The Trump Move That Could Push China To Dump More U.S. Treasuries

| About: iShares China (FXI)

Summary

The Chinese renminbi would not do well if Trump makes good on his campaign promise to reward American companies that repatriate capital.

China is already facing a vicious cycle of rising capital outflows driving further devaluations which triggers even bigger and faster outflows.

The Chinese central bank will not wait until the next currency crisis to offload its US Treasury holdings in fear that last-minute liquidation would push down prices.

The Renminbi Needs Ready Cash

Conventional wisdom is that China's biggest Trump risk is the introduction of hefty tariffs that would make Chinese exports uncompetitive. While trade issues make good media sound bites, a bigger danger — both for China and for financial markets' stability — is tax of another sort.

The US president-elect's campaign promise to change tax laws to reward American companies' repatriation of capital is casting long shadows over the renminbi.

The connection may not seem obvious. But Chinese policymakers have been wrestling (without much success) with the vicious cycle of rising capital outflows driving further renminbi devaluations, in turn driving even bigger and faster outflows.

US tax code changes that make it attractive to repatriate American capital are not good news for an economy that saw net outflows estimated at close to $1 trillion in 2015 and $500 billion in the first three quarters of this year.

China has been fighting outflows with two main tools: Supporting the renminbi exchange rate, and setting up new and bigger administrative firewalls to enforce its capital controls.

While China would not be dismayed to see a weaker currency provide its exporters with a much-needed boost, it definitely would not want panic in the markets. In the 11 trading days to Friday last week (November 18), both the onshore and offshore rates of the Chinese currency dropped by nearly 2% to their lowest against the dollar in more than eight years.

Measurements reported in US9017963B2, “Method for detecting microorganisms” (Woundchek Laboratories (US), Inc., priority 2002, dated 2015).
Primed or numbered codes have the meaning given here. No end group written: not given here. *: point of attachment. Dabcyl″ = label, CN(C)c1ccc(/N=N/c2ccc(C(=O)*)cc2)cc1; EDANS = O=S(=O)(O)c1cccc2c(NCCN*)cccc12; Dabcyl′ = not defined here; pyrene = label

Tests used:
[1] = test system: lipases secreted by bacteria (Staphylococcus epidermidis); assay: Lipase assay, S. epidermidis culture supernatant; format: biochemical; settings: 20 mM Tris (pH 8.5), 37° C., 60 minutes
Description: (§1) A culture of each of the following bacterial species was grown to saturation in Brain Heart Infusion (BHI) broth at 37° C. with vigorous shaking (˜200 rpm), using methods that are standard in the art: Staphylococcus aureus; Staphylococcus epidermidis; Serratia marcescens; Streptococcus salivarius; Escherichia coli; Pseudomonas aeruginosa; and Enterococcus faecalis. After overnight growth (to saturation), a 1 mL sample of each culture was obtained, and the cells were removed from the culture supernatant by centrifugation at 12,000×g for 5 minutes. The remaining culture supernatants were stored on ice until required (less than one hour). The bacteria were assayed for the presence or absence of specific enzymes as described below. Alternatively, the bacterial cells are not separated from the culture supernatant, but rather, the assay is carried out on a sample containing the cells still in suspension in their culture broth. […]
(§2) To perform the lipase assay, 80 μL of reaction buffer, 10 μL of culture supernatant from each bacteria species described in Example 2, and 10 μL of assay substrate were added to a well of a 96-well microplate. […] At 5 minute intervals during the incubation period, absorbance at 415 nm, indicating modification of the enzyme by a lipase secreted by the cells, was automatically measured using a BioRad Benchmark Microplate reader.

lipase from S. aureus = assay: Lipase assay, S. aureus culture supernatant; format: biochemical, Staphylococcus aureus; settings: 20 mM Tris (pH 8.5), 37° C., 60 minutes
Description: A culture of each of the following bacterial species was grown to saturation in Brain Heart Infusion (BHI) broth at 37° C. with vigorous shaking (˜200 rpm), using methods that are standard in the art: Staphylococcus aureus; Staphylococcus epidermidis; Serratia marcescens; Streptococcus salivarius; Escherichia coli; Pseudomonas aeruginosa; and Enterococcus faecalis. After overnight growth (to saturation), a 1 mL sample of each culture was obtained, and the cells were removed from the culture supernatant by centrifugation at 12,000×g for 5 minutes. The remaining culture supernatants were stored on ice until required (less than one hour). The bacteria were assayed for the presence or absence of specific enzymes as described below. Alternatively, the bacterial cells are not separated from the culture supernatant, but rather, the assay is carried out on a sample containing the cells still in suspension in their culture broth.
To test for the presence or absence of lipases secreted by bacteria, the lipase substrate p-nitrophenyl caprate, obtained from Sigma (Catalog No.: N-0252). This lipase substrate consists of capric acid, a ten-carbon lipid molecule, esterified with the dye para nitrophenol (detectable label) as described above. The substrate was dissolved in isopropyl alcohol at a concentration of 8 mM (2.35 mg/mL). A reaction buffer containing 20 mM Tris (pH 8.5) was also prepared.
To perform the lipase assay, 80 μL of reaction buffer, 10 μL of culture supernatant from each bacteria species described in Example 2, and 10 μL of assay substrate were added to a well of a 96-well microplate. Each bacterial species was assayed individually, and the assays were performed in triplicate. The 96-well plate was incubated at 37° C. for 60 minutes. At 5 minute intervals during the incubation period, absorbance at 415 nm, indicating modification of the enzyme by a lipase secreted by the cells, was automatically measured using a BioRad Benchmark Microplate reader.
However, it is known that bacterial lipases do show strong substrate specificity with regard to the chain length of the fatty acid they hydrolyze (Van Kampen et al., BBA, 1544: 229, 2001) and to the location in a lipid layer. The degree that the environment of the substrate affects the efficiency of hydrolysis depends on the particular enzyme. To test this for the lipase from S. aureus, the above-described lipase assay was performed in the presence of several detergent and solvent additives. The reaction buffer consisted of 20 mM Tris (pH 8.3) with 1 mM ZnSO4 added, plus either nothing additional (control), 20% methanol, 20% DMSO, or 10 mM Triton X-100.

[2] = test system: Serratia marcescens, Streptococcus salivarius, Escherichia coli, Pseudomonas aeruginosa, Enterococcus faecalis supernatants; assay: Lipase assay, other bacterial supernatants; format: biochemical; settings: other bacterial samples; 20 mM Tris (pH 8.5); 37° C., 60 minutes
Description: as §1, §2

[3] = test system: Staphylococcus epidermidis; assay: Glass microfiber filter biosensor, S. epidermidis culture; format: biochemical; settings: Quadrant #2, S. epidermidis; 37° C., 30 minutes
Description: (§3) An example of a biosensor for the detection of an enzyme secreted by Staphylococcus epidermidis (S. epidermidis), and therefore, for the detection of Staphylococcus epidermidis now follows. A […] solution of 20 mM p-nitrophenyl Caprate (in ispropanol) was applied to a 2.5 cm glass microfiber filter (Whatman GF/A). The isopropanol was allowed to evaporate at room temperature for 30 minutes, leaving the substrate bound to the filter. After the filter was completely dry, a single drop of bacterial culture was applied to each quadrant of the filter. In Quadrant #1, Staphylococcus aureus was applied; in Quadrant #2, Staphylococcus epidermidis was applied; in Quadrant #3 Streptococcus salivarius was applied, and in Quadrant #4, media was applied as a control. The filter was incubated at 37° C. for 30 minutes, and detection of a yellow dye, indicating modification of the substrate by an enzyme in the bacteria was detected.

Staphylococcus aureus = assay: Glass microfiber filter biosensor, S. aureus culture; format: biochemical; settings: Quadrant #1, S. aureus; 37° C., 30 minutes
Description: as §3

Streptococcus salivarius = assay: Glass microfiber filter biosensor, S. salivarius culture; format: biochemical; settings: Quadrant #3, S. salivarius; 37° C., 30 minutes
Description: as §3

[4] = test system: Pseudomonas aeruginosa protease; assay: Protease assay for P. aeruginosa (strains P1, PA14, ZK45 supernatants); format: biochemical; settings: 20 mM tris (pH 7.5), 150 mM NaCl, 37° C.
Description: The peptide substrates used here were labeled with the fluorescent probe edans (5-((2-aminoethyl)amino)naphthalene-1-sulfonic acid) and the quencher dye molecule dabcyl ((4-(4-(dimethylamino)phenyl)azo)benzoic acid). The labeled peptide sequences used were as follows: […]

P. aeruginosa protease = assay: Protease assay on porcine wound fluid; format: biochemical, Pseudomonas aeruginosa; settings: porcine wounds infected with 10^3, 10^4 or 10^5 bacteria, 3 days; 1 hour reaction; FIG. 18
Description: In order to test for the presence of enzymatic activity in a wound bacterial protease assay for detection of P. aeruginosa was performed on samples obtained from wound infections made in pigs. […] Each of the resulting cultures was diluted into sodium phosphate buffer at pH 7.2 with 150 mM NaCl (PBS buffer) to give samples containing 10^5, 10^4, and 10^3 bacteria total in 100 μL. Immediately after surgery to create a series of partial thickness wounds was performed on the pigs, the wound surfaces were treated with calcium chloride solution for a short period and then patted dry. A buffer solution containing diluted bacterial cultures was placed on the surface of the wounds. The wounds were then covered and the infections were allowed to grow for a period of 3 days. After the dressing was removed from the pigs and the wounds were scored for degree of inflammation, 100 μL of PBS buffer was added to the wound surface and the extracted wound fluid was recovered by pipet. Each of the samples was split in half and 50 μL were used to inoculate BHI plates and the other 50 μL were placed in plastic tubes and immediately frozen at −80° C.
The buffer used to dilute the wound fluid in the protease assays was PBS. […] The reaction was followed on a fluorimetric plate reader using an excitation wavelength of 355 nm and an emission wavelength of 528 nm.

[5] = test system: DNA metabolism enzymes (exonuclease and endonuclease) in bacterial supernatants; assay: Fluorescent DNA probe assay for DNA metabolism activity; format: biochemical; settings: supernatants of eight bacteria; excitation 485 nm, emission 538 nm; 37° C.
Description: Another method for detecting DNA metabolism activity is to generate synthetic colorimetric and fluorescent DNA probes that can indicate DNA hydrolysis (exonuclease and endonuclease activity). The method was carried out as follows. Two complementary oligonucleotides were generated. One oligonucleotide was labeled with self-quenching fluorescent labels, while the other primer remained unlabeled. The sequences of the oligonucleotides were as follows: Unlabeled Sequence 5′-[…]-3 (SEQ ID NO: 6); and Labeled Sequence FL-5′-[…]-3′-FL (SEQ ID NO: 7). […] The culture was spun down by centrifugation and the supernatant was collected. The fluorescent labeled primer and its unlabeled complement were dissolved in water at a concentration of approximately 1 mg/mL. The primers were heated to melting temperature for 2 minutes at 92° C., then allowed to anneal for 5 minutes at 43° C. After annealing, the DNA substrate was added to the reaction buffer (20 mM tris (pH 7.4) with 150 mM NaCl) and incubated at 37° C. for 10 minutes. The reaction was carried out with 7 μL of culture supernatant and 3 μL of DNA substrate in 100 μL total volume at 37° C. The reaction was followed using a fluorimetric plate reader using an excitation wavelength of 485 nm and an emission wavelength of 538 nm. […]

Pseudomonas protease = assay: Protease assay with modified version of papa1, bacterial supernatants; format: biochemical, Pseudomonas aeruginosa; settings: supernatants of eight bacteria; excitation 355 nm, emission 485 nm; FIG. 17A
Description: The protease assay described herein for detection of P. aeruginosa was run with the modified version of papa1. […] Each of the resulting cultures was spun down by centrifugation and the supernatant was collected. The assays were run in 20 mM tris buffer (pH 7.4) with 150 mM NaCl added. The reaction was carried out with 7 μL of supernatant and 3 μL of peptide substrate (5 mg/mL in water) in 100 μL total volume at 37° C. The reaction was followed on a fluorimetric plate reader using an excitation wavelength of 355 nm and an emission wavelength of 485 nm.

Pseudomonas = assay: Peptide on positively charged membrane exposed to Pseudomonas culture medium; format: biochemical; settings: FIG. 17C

Keeping the renminbi from being seen as a one-way bet to the downside requires central bank intervention. But propping up a currency against the market is an expensive business. By one reckoning, China burnt through about half a trillion dollars in the 11 months to June this year to contain the panic selling.

Any new developments that make it attractive for capital to leave China would also deal a blow to the Chinese currency. Perhaps the promised tax change will never happen. Perhaps it is just campaign talk.

But China is not waiting around to find out. The chicken-and-egg relationship between capital outflows and a weak currency means that the Chinese government cannot rely solely on its administrative firewalls to prevent capital flight and panic in the market.

Not only is the Chinese central bank keeping its powder dry, it is making sure it is not waiting until the last minute to stock up.

The US Treasury market is liquid and deep but any large transactions would be quickly picked up by traders - moving prices to the seller's detriment. Liquidating large portfolios at the last minute is bad strategy.

Note the central bank's other purchases. China has been buying gold, which is as good as ready cash, in almost every month since July last year, even in months when prices were going up.

It has also been buying short-dated Japanese government securities to the tune of US$86.4 billion in the eight months through August this year. The paper all have maturities of a year or less.

China has already pared its holdings of US Treasuries to their lowest levels in four years. It is likely to further reduce its US Treasury holdings in the coming months in anticipation of a US interest rate rise and to be ready for sudden calls for ready cash.

The renminbi will continue weakening - and little has happened since September last year when I predicted Chinese currency depreciation to change my view.

I also believe that pent-up capital outflow pressures in China will worsen. Administrative firewalls won't work forever. But that's a story for another day.

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